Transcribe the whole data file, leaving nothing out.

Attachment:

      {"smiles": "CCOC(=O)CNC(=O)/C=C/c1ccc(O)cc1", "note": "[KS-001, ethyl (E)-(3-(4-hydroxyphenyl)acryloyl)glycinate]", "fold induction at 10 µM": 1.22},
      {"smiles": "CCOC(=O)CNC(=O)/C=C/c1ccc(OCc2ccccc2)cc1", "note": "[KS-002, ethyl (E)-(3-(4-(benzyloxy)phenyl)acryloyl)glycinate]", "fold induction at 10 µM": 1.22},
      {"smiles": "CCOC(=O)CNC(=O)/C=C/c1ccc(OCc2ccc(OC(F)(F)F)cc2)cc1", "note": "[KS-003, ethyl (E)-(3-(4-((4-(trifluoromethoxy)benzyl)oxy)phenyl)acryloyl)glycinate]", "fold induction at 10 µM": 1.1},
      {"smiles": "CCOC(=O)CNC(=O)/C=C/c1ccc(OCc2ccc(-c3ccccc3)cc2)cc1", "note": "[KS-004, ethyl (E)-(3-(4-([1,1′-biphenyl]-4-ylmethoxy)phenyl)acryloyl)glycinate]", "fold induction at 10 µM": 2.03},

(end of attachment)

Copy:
      {"smiles": "CCOC(=O)CNC(=O)/C=C/c1ccc(O)cc1", "note": "[KS-001, ethyl (E)-(3-(4-hydroxyphenyl)acryloyl)glycinate]", "fold induction at 10 µM": 1.22},
      {"smiles": "CCOC(=O)CNC(=O)/C=C/c1ccc(OCc2ccccc2)cc1", "note": "[KS-002, ethyl (E)-(3-(4-(benzyloxy)phenyl)acryloyl)glycinate]", "fold induction at 10 µM": 1.22},
      {"smiles": "CCOC(=O)CNC(=O)/C=C/c1ccc(OCc2ccc(OC(F)(F)F)cc2)cc1", "note": "[KS-003, ethyl (E)-(3-(4-((4-(trifluoromethoxy)benzyl)oxy)phenyl)acryloyl)glycinate]", "fold induction at 10 µM": 1.1},
      {"smiles": "CCOC(=O)CNC(=O)/C=C/c1ccc(OCc2ccc(-c3ccccc3)cc2)cc1", "note": "[KS-004, ethyl (E)-(3-(4-([1,1′-biphenyl]-4-ylmethoxy)phenyl)acryloyl)glycinate]", "fold induction at 10 µM": 2.03},